Here, no such high probability of success has been shown. Tartareanu, of course, argues she has a high probability of success on her claim that she had ineffective assistance of counsel based on a series of alleged deficiencies in how her counsel cross-examined (or failed to adequately cross-examine) witnesses, how evidence was presented, and other performance issues. But there was ample evidence to support her convictions, as I stated at her initial sentencing, and by the fact that the Seventh Circuit has reviewed this case two separate times and left her conviction wholly in tact. See United States v. Litos, 847 F.3d 906 (7th Cir. 2017); United States v. Tartareanu, 884 F.3d 741 (7th Cir. 2018).

         It is true that I previously decided that the petition had at least enough merit that it could not be summarily decided without a response from the government, meaning that it was not frivolous on its face. [DE 427]. But that is not indicative of an opinion about the petition's ultimate success. As the government notes, those pressing claims of ineffective assistance of counsel face a high burden: Tartareanu must show her attorney's performance was objectively unreasonable and so prejudicial that she did not receive a fair trial. See Strickland v. Washington, 466 U.S. 668, 687-688 (1984); Harrington v. Richter, 562 U.S. 86, 104-105 (2011). I have reviewed Tartareanu's nearly 150-page petition and am not convinced that she has demonstrated a high probability of success on a substantial legal issue akin to Zollicoffer.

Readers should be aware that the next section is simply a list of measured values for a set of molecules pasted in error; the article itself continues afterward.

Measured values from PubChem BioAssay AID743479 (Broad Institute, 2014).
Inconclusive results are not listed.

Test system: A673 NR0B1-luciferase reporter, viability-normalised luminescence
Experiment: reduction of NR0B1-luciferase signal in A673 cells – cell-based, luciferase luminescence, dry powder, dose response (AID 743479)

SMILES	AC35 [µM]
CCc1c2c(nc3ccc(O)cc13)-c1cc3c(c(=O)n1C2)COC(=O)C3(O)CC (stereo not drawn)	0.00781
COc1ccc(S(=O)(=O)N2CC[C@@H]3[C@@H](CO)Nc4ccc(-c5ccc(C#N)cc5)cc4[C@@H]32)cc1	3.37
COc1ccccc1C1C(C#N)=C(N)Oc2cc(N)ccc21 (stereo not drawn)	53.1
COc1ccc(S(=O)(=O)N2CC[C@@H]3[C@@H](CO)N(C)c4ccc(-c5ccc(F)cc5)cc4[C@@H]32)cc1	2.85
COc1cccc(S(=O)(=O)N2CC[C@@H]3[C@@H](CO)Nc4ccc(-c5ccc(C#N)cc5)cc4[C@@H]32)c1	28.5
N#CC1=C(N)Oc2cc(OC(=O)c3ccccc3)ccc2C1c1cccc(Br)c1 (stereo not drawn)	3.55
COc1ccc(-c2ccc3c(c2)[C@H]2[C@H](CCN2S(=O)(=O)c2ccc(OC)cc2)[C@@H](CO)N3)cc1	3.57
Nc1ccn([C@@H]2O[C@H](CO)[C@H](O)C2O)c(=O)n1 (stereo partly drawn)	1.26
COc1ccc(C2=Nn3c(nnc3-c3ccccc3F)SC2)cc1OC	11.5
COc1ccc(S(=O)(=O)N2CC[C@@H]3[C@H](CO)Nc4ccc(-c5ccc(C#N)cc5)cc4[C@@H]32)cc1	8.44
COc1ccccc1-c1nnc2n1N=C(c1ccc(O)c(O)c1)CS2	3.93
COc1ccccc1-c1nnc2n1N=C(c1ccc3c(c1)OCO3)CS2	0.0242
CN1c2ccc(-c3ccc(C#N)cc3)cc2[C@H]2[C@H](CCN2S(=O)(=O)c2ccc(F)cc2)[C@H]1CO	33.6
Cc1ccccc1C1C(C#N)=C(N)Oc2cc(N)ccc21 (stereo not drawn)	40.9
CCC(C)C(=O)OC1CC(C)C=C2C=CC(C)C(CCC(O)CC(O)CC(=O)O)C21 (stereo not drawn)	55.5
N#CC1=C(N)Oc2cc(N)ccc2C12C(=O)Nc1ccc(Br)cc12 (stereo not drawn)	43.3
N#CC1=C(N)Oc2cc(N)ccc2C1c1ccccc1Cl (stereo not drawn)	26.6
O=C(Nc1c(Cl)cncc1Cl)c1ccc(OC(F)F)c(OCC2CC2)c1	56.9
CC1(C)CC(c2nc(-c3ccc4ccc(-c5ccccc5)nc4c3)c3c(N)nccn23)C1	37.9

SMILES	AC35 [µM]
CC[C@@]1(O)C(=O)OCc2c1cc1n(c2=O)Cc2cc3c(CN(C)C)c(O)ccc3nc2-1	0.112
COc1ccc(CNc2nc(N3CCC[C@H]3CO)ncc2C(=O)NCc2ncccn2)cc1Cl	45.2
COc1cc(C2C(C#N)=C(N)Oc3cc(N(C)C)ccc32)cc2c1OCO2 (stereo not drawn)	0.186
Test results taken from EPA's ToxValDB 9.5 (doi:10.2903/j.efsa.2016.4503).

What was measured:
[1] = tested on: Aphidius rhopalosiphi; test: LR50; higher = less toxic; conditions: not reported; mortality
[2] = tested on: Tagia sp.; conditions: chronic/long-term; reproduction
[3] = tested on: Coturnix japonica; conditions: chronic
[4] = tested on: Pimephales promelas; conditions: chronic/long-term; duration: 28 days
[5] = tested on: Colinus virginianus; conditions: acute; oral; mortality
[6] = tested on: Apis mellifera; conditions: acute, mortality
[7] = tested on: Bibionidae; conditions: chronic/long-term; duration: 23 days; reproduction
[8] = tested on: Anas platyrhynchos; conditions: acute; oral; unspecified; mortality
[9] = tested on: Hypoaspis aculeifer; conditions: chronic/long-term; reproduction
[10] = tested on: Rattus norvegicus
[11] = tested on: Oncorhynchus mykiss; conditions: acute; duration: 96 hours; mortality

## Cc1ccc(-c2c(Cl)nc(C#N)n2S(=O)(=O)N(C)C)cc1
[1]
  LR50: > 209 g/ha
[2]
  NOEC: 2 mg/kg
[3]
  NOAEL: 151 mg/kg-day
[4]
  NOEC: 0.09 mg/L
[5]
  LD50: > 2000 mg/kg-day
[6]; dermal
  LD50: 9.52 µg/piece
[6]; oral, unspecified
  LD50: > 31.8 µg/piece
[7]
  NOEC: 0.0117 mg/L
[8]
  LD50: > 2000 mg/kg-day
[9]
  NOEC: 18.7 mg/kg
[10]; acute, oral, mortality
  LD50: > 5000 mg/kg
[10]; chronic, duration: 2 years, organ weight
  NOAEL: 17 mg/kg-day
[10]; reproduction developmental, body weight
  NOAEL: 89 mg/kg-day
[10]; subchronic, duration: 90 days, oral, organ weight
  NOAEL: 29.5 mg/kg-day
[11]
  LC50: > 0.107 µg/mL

But regardless, even if she had made a high showing of probably success on the merits, there is nothing exceptional or extraordinary about this case, save for the leniency I have already afforded Tartareanu. First, as alluded to above, I agreed to a staggering of her sentence with her co-defendant husband's (so that she would not begin to serve her sentence until after her daughter graduated high school). [DE 305 at 17, 28-29.] Second, I granted her first Motion to Stay Surrender Date as a result of family medical needs and so that her surrender date would occur after her husband was released from a halfway house. [DE 417.] It would be perverse if my prior accommodation of Tartareanu and her family resulted in a continued and indefinite stay of her reporting date. At bottom, Tartareanu argues (like nearly every Section 2255 habeas petitioner) that her conviction was unlawful and that thus her confinement would be unlawful, but “there is nothing unusual about a claim of unlawful confinement in a habeas proceeding.” Martin v. Solem, 801 F.2d 324, 330 (8th Cir. 1986).

         In sum, it has been more than four years since a jury decided that Ms. Tartareanu was guilty of seventeen federal felony offenses. She received a below guidelines sentence of 21 months. I did my best to accommodate Ms. Tartareanu and her family in the service of her sentence. But that accommodation is now over, and accordingly, her Second Motion to Stay Surrender Date [DE 426] is DENIED. Defendant shall report to the Bureau of Prisons on January 9, 2019, as previously ordered.

         Finally, during the December 3, 2018 hearing on this matter, counsel for defendant moved for leave to file a reply in support of her Section 2255 habeas petition. The Motion for Leave to file a reply is GRANTED; defendant shall file her reply, if any, to the ...